Singapore: With little prospect of any new climate change initiatives emerging at an Apec (Asia-Pacific Economic Cooperation) meeting in Singapore this weekend, the climate agenda might instead focus on liberalizing trade in green goods and services.

Keeping the fragile global economic recovery on track will dominate the talks at the 21-member group meeting, but climate change is also expected to feature prominently with just weeks to go before a major United Nations (UN) climate gathering. Analysts, however, say the leaders will offer no major initiatives to give the Copenhagen talks a much needed push.

Costly disasters: A file photo of a flooded street after a tropical storm in Cainta, Philippines. Recent storms in Taiwan, Vietnam and the Philippines have lowered farm output and pushed up food prices. Nana Buxani / Bloomberg

The Apec forum gathering represents one of the final opportunities ahead of Copenhagen for world leaders to try to overcome differences on the shape of a broader climate pact to fight rising seas, more chaotic weather and threats to crops and livelihoods.

Apec, which ranges from economic giants the US, Japan and China to oil-rich Brunei, accounts for at least 40% of world trade and over 60% of the world’s greenhouse gas emissions.

“I wouldn’t really expect major progress. I think it’s going to be overwhelmed by trade, financing," said Changhua Wu, greater China director for think tank The Climate Group.

She pointed to the depressing mood that had settled over the Copenhagen talks process and the huge range of unresolved issues.

“I think we could see greater emphasis on macroeconomic stability in general this year," said Leong Wai Ho, senior regional economist at Barclays Capital in Singapore.

But he pointed to the region being prone to costly climate disasters such as typhoons and storm surges and the predicted greater intensity of such disasters as the planet warms.

Recent storms in Taiwan, Vietnam and the Philippines have killed hundreds, destroyed roads, bridges, farms and homes, lowered farm output and pushed up food prices.

“This link suggests that despite the distraction from the global economic crisis, Apec leaders are widely expected to call for further cuts in energy consumption amongst themselves at the Singapore meeting," Leong said.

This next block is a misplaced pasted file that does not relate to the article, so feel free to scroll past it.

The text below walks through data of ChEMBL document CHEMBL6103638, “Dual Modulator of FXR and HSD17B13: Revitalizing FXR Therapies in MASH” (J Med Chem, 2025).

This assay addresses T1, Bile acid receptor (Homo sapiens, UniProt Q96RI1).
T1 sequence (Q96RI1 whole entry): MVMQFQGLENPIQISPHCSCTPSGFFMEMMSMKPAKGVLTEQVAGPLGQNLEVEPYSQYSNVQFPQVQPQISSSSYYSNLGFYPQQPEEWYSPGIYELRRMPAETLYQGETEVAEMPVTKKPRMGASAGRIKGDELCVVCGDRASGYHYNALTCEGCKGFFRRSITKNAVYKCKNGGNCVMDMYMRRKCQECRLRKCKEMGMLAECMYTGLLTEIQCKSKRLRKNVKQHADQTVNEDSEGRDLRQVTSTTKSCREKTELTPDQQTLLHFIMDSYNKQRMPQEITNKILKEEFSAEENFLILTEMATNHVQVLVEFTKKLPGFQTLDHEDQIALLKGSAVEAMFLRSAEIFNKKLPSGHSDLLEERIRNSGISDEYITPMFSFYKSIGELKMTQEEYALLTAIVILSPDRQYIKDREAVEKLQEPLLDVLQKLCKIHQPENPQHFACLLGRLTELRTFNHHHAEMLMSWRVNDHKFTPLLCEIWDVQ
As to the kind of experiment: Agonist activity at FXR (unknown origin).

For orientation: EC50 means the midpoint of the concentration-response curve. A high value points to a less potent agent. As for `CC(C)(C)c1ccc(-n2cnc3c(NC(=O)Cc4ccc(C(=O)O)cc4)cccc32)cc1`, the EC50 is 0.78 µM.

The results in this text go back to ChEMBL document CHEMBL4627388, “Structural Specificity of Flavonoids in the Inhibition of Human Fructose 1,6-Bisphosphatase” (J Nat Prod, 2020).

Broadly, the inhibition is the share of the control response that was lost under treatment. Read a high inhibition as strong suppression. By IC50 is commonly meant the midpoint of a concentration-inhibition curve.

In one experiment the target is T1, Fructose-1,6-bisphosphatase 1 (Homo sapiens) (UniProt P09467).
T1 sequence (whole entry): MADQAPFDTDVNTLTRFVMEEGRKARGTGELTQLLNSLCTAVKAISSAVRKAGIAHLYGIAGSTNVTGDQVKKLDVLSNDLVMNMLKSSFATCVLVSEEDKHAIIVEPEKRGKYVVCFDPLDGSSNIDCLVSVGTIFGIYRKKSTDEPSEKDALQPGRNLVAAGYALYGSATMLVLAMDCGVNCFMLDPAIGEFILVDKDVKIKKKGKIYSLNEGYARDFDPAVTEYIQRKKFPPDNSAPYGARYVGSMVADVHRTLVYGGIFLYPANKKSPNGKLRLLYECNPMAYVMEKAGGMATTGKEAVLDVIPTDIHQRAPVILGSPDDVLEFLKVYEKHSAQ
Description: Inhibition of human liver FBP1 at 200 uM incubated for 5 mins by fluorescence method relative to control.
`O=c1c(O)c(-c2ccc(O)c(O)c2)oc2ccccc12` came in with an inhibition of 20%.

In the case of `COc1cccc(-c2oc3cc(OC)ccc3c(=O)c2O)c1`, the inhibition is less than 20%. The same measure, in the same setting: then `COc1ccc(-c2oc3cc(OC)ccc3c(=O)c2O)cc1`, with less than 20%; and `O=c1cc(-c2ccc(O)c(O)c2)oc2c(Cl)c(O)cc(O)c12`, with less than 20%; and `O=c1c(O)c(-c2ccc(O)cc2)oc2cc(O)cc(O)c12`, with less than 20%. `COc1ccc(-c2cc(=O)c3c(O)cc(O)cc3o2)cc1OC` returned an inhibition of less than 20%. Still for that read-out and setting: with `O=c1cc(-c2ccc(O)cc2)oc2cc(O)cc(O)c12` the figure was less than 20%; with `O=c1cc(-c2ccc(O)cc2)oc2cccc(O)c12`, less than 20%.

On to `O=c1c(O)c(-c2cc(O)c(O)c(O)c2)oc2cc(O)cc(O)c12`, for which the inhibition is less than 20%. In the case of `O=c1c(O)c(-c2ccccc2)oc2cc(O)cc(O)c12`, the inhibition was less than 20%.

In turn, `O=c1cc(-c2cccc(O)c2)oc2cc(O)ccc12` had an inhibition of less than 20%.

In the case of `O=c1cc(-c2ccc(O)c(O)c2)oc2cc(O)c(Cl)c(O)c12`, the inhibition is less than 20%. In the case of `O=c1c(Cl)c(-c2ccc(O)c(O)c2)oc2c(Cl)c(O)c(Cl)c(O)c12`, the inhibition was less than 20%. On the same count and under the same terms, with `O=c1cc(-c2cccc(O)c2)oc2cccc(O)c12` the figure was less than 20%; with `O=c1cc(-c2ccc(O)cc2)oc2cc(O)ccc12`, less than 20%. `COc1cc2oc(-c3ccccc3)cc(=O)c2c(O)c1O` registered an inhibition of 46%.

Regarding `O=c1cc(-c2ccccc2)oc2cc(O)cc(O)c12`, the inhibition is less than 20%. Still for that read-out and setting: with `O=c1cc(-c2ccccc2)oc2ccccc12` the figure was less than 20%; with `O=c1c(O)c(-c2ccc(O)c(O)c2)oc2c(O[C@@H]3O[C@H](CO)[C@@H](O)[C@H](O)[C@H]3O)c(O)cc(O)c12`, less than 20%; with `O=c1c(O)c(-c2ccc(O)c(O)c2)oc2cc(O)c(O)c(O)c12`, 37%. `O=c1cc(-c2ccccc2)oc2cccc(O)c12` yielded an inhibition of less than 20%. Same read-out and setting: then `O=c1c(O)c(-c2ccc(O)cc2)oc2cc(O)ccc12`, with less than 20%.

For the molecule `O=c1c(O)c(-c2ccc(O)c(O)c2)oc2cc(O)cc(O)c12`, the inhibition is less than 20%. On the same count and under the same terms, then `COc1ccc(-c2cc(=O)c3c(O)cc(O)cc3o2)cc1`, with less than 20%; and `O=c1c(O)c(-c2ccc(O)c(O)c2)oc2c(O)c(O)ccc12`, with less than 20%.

Wu and other analysts said Apec might try to boost regional trade in clean-energy products and services. “Our argument would be if you want to push the economy into gear again, a very good way to do that would be through green investments because they normally imply a lot of jobs," said Kim Carstensen, the head of conservation group WWF’s global climate initiative.

China, South Korea and Japan have large spending plans to boost the clean-energy sector and are keen to boost global market share. The US is also pushing for greater market access for its green goods.

In a draft leaders’ declaration obtained by Reuters, Apec backs limiting the global average temperature increase to within 2 degrees Celsius and for emissions to peak within the next few years and then fall by 50% from 1990 levels by 2050. The time frame for the emissions peak would be longer in developing countries, the draft says. It reinforces an earlier goal of reducing energy intensity by at least 25% by 2030 and to try to boost trade in green goods and services.

Given the fragility of the global recovery and concerns over rising unemployment in the US, bread-and-butter issues will dominate leaders’ discussions, said Song Seng Wun, senior economist at CIMB brokerage in Singapore. “First things first is to get the factories humming again and Americans start spending again with their own money," he said.

The leaders’ final declaration needed to point to goals and benchmarks for success at Copenhagen, said Carstensen. “I would look to them to produce some signals of ambition, referring to Copenhagen as a place where results need to be achieved."

A key climate benchmark for Apec would be the final text retaining the goal to cut emissions by half by 2050. “Normally it doesn’t survive in these kinds of circumstances," Carstensen said, referring to past objections from China and other major developing nations on adopting a 2050 emissions target unless rich nations adopt a 2020 target as well. The draft doesn’t mention a 2020 target.

Nopporn Wong-Anan contributed to this story.